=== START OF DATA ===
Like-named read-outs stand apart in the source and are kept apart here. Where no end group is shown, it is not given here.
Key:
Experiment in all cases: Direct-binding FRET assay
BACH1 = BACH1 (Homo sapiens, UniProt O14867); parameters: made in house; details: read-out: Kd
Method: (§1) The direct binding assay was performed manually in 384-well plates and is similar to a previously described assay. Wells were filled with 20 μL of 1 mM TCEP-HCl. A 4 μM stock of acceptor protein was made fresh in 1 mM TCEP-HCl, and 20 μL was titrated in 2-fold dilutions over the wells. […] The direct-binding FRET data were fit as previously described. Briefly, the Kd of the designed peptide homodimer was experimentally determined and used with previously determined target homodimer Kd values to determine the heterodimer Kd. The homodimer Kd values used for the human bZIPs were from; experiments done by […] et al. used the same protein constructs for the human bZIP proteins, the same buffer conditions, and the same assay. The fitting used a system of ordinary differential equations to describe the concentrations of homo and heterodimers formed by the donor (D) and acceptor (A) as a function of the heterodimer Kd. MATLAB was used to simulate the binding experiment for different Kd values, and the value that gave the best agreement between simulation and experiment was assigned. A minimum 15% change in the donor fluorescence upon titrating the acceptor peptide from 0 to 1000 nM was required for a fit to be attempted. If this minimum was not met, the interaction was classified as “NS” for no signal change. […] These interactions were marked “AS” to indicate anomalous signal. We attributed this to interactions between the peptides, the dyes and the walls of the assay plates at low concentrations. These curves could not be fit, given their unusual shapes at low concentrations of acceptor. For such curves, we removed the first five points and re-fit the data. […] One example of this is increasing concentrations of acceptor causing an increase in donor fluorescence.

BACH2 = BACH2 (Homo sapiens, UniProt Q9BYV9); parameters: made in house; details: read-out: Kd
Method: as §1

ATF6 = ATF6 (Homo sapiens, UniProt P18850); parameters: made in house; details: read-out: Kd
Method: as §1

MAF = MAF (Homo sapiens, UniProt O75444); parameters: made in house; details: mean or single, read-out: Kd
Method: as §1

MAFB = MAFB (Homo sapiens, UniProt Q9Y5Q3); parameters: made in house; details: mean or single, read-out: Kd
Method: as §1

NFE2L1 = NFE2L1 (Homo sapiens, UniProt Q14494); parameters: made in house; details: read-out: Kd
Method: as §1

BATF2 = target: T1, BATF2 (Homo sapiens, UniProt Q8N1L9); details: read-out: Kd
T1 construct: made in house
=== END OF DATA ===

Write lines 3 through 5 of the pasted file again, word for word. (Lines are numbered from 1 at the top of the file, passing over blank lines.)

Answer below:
Experiment in all cases: Direct-binding FRET assay
BACH1 = BACH1 (Homo sapiens, UniProt O14867); parameters: made in house; details: read-out: Kd
Method: (§1) The direct binding assay was performed manually in 384-well plates and is similar to a previously described assay. Wells were filled with 20 μL of 1 mM TCEP-HCl. A 4 μM stock of acceptor protein was made fresh in 1 mM TCEP-HCl, and 20 μL was titrated in 2-fold dilutions over the wells. […] The direct-binding FRET data were fit as previously described. Briefly, the Kd of the designed peptide homodimer was experimentally determined and used with previously determined target homodimer Kd values to determine the heterodimer Kd. The homodimer Kd values used for the human bZIPs were from; experiments done by […] et al. used the same protein constructs for the human bZIP proteins, the same buffer conditions, and the same assay. The fitting used a system of ordinary differential equations to describe the concentrations of homo and heterodimers formed by the donor (D) and acceptor (A) as a function of the heterodimer Kd. MATLAB was used to simulate the binding experiment for different Kd values, and the value that gave the best agreement between simulation and experiment was assigned. A minimum 15% change in the donor fluorescence upon titrating the acceptor peptide from 0 to 1000 nM was required for a fit to be attempted. If this minimum was not met, the interaction was classified as “NS” for no signal change. […] These interactions were marked “AS” to indicate anomalous signal. We attributed this to interactions between the peptides, the dyes and the walls of the assay plates at low concentrations. These curves could not be fit, given their unusual shapes at low concentrations of acceptor. For such curves, we removed the first five points and re-fit the data. […] One example of this is increasing concentrations of acceptor causing an increase in donor fluorescence.